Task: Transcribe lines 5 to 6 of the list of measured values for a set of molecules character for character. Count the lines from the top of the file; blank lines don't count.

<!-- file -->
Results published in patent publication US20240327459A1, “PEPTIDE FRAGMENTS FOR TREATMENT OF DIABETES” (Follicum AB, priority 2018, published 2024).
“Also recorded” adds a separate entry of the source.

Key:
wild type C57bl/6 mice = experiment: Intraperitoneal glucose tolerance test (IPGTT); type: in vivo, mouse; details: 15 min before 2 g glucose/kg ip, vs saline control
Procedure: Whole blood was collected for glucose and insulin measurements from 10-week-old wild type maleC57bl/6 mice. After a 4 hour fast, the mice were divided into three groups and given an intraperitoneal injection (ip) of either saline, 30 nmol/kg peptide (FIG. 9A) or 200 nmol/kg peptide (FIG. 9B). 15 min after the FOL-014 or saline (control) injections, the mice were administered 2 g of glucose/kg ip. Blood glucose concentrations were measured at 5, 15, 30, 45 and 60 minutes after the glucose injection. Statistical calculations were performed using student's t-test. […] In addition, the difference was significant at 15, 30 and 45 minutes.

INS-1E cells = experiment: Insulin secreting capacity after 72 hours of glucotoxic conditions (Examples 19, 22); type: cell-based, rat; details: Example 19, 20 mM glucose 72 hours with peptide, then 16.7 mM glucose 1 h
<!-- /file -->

Procedure: Whole blood was collected for glucose and insulin measurements from 10-week-old wild type maleC57bl/6 mice. After a 4 hour fast, the mice were divided into three groups and given an intraperitoneal injection (ip) of either saline, 30 nmol/kg peptide (FIG. 9A) or 200 nmol/kg peptide (FIG. 9B). 15 min after the FOL-014 or saline (control) injections, the mice were administered 2 g of glucose/kg ip. Blood glucose concentrations were measured at 5, 15, 30, 45 and 60 minutes after the glucose injection. Statistical calculations were performed using student's t-test. […] In addition, the difference was significant at 15, 30 and 45 minutes.

INS-1E cells = experiment: Insulin secreting capacity after 72 hours of glucotoxic conditions (Examples 19, 22); type: cell-based, rat; details: Example 19, 20 mM glucose 72 hours with peptide, then 16.7 mM glucose 1 h